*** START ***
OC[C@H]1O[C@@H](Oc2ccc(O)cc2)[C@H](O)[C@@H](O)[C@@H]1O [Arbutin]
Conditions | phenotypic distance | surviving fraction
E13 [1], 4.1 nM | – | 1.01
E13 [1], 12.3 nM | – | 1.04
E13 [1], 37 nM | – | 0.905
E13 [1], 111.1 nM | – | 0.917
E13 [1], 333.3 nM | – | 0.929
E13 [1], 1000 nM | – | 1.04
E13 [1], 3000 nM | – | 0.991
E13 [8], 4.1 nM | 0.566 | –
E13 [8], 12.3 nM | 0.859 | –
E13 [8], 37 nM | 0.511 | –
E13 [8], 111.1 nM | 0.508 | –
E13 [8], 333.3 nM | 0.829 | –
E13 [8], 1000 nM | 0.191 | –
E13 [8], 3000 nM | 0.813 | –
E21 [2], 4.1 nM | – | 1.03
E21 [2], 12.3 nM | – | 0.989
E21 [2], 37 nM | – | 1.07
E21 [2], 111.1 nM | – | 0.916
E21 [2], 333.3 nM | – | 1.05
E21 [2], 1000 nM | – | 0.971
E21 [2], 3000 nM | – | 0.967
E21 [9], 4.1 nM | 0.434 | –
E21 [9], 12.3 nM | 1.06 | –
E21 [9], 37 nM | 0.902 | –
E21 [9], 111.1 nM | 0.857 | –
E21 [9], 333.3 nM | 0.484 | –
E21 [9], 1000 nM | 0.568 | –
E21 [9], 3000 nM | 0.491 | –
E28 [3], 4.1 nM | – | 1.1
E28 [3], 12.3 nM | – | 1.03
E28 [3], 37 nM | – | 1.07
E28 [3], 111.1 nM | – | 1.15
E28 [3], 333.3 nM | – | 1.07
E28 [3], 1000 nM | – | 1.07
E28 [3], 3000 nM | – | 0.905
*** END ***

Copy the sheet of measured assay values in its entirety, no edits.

OC[C@H]1O[C@@H](Oc2ccc(O)cc2)[C@H](O)[C@@H](O)[C@@H]1O [Arbutin]
Conditions | phenotypic distance | surviving fraction
E13 [1], 4.1 nM | – | 1.01
E13 [1], 12.3 nM | – | 1.04
E13 [1], 37 nM | – | 0.905
E13 [1], 111.1 nM | – | 0.917
E13 [1], 333.3 nM | – | 0.929
E13 [1], 1000 nM | – | 1.04
E13 [1], 3000 nM | – | 0.991
E13 [8], 4.1 nM | 0.566 | –
E13 [8], 12.3 nM | 0.859 | –
E13 [8], 37 nM | 0.511 | –
E13 [8], 111.1 nM | 0.508 | –
E13 [8], 333.3 nM | 0.829 | –
E13 [8], 1000 nM | 0.191 | –
E13 [8], 3000 nM | 0.813 | –
E21 [2], 4.1 nM | – | 1.03
E21 [2], 12.3 nM | – | 0.989
E21 [2], 37 nM | – | 1.07
E21 [2], 111.1 nM | – | 0.916
E21 [2], 333.3 nM | – | 1.05
E21 [2], 1000 nM | – | 0.971
E21 [2], 3000 nM | – | 0.967
E21 [9], 4.1 nM | 0.434 | –
E21 [9], 12.3 nM | 1.06 | –
E21 [9], 37 nM | 0.902 | –
E21 [9], 111.1 nM | 0.857 | –
E21 [9], 333.3 nM | 0.484 | –
E21 [9], 1000 nM | 0.568 | –
E21 [9], 3000 nM | 0.491 | –
E28 [3], 4.1 nM | – | 1.1
E28 [3], 12.3 nM | – | 1.03
E28 [3], 37 nM | – | 1.07
E28 [3], 111.1 nM | – | 1.15
E28 [3], 333.3 nM | – | 1.07
E28 [3], 1000 nM | – | 1.07
E28 [3], 3000 nM | – | 0.905